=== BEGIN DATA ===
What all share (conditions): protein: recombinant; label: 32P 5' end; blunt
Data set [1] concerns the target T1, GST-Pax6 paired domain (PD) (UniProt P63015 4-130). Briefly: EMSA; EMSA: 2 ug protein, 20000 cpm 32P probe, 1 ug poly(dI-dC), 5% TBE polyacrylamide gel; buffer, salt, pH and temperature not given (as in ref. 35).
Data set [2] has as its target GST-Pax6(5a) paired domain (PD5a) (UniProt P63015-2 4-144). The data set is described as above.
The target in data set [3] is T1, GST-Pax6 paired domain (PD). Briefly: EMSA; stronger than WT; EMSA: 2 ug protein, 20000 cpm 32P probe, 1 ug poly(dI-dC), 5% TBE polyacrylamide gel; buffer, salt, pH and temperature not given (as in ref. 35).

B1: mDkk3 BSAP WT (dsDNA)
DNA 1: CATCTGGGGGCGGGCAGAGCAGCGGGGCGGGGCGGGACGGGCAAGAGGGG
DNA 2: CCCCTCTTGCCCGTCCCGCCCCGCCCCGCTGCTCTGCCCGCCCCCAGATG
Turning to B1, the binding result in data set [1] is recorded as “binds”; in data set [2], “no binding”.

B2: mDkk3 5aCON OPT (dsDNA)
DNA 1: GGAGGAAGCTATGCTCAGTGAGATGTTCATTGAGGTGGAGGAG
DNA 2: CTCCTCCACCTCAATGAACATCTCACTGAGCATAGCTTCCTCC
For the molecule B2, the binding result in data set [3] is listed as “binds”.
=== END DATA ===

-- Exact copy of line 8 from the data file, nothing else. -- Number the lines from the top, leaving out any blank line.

Turning to B1, the binding result in data set [1] is recorded as “binds”; in data set [2], “no binding”.